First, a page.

Hot flashes are believed to be a combination of hormonal and physiological fluctuations in the body that are caused by decreasing levels of estrogen.
Hot flashes occur in approximately 40 percent of women in their 40’s that still have regular menstruation cycles, so they may actually start before menstrual irregularities begin.
After approximately five years, 80 percent of women stop having hot flashes, however, in about 10 percent of women, hot flashes can persist for up to 10 years. While there is no way to predict when hot flashes will stop, they often decrease in frequency over time, and severity of hot flashes tends to fluctuate.
As estrogen levels fall, the tissue lining of the vagina becomes drier, thinner, and loses its elasticity. This can result in symptoms of vaginal irritation, itching, dryness, and/or pain during intercourse. These changes may also result in an increased risk of vaginal infection.
As estrogen levels fall, the lining of the urethra, which is the tube that transports urine from the bladder, undergoes similar changes to the vaginal tissue, becoming thinner, dryer, and less elastic.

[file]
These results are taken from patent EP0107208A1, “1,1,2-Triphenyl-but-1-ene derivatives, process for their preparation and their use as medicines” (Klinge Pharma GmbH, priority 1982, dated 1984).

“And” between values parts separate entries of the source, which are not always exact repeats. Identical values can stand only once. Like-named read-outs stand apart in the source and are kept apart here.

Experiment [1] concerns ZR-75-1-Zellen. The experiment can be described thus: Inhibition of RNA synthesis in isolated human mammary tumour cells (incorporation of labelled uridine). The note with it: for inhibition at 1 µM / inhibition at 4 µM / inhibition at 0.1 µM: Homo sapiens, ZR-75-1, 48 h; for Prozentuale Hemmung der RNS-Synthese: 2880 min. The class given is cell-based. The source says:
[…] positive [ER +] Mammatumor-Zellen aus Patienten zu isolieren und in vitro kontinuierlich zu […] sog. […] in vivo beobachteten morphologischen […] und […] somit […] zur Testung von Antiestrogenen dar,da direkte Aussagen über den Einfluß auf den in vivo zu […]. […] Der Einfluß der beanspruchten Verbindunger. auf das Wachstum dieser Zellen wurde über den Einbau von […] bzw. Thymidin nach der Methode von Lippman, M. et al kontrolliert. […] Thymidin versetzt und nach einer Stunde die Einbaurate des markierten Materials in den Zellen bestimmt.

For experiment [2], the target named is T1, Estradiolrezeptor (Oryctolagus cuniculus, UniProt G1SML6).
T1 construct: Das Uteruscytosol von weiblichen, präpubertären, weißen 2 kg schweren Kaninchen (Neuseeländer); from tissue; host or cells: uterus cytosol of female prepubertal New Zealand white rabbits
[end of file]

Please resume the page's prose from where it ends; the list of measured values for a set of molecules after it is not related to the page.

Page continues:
These changes result in an increased risk of urinary issues including the urge to urinate more frequently, increased risk of urinary tract infections, and/or urinary incontinence.
Urinary incontinence is more likely to occur when there is a sudden, strong urge to urinate, or when the woman is straining such as what occurs during coughing, sneezing, or with heavy lifting.
Emotional and Cognitive Issues
Women going through perimenopause may report emotional and cognitive issues such as memory difficulties, irritability, fatigue, and/or mood swings.
There are a variety of other physical changes that happen during perimenopause and menopause, including:
- Weight gain
- With body fat appearing in the waist and abdomen
- Skin changes
- Changes in skin texture, wrinkles, adult acne, etc.
- Hair growth
- Especially on the chin, upper lip, abdomen, and/or chest
Health Issues Associated with Menopause
Decreasing estrogen levels in menopause have been linked to a variety of health issues, including:
- Bladder and bowel issues
- Heart disease
- Increased risk of Alzheimer’s disease
- Decreased skin elasticity
- Decreased muscle tone and strength
- Vision changes, including cataracts and macular degeneration
Menopause Treatment Options
Menopause is a normal process that doesn’t necessarily require treatment; however, some women have severe symptoms and look for treatment options to ease their symptoms. Below we’ll discuss some of the common treatment options used.
Hormone Therapy (HT)
The decision whether or not to take HT is an individual decision that needs to evaluate the risks versus benefit of treatment based on the woman’s symptoms and past medical history.
Current recommendations advise that if HT is used, it should be used at the lowest effective dose. We’ll discuss estrogen and progesterone hormone therapy and bio-identical hormone therapy.
Estrogen and Progesterone